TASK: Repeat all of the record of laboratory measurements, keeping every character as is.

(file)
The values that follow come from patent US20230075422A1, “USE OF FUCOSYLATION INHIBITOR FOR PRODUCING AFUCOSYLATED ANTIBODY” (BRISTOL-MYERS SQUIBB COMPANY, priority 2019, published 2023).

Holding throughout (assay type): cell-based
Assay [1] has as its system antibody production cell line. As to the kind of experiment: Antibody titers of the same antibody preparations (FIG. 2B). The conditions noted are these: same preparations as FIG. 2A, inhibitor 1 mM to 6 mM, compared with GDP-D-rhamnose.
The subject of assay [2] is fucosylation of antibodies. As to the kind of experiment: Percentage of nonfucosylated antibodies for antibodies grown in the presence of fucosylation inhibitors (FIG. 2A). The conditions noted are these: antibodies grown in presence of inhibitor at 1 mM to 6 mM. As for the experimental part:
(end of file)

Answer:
The values that follow come from patent US20230075422A1, “USE OF FUCOSYLATION INHIBITOR FOR PRODUCING AFUCOSYLATED ANTIBODY” (BRISTOL-MYERS SQUIBB COMPANY, priority 2019, published 2023).

Holding throughout (assay type): cell-based
Assay [1] has as its system antibody production cell line. As to the kind of experiment: Antibody titers of the same antibody preparations (FIG. 2B). The conditions noted are these: same preparations as FIG. 2A, inhibitor 1 mM to 6 mM, compared with GDP-D-rhamnose.
The subject of assay [2] is fucosylation of antibodies. As to the kind of experiment: Percentage of nonfucosylated antibodies for antibodies grown in the presence of fucosylation inhibitors (FIG. 2A). The conditions noted are these: antibodies grown in presence of inhibitor at 1 mM to 6 mM. As for the experimental part: